Zero Waste, Smart Growth Committees Take Action
We need people to follow the activities of the Energy, Smart Growth, and Zero-waste committees and to write bi-monthly summaries for the Capital Sierran. Anyone interested in helping out, please email Rick Nunno.
The Zero-waste Committee met on November 21 and discussed proposed bills in the DC Council and various events being planned. An "event recycling bill", introduced by Councilmember Cheh, would require groups applying for certain event permits to divert at least 35% of the waste they generate to recycling services. Another bill known as "the styrofoam bill", introduced by Mayor Vince Gray, would ban the use of polystrene foam containers (of which styrofoam is a brand and which is not biodegradable) in the District. (Further details on this bill.) The Committee is developing strategies to support those two bills and is looking for volunteers to help out. The Committee also discussed a number of other emerging waste-related issues in which its members may become involved. To learn more details of these initiatives, or to become involved, contact Committee Chair Hana Heineken.
The Smart Growth Committee is advocating for a more walkable, livable Washington.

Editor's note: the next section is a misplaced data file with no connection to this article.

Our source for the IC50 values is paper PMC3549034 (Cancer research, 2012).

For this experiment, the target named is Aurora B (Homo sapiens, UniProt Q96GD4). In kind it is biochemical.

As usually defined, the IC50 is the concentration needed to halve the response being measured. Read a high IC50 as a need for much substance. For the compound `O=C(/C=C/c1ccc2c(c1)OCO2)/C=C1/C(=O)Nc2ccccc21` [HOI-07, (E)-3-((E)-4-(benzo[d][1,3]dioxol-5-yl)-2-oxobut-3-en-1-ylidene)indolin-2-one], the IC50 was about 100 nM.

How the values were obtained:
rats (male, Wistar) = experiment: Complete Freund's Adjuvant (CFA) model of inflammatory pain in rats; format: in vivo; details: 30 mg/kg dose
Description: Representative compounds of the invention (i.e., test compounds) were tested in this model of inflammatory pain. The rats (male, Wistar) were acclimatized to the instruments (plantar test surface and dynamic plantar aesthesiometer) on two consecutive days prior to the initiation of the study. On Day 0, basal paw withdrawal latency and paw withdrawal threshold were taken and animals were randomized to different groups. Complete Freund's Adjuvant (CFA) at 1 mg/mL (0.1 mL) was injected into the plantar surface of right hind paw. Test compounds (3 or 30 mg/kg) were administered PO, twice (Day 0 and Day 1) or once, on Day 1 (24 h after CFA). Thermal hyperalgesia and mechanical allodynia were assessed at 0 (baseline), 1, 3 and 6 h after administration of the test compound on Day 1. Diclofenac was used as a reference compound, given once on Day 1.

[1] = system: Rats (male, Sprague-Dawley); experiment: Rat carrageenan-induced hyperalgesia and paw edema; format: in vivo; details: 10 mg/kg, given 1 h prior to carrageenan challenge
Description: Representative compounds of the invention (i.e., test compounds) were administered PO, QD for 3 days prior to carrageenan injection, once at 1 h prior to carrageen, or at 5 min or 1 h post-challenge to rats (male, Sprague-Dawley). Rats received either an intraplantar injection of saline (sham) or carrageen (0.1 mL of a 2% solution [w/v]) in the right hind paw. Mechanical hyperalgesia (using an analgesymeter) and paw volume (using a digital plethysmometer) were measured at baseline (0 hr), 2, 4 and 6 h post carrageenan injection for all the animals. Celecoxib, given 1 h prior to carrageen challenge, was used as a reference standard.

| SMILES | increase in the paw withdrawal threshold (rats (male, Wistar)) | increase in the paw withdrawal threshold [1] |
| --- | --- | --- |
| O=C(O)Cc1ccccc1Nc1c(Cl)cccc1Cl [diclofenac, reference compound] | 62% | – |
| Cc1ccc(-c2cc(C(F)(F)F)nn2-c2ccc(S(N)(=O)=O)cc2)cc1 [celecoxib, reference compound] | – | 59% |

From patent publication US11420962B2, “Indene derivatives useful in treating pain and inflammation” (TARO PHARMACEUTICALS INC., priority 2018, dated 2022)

In November, Smart Growth Committee Chairman Ryan Crowley and Committee member Brad Green testified before the DC Zoning Commission to express their support for a new zoning code that encourages transit access, affordable housing, cycling and walkable neighborhoods. For the last few years, the District's Office of Planning has been drafting a plan to update the city's zoning code, which was last overhauled in the 1950s. Advocates for a progressive zoning code have been pushing for policies that emphasize transit use, encourage car-free and car-light lifestyles, and facilitate walkable neighborhoods. At the November hearing, members of the Smart Growth Committee (formerly the Transportation Committee) spoke out in favor of reducing parking minimums (requiring a minimum number of parking spaces) in areas well-served by transit. Parking minimum rules require that a certain amount of parking be constructed in proportion to the number of units per residential building, regardless of demand or proximity to transit. Chapter advocates noted that eliminating parking minimums in downtown Washington and reducing parking minimums around transit areas will help encourage greater use of these transit options, lessening the need for trips made by automobile. They also pointed out that reducing parking minimums will help make housing more affordable, since parking construction costs are passed on to the home buyer.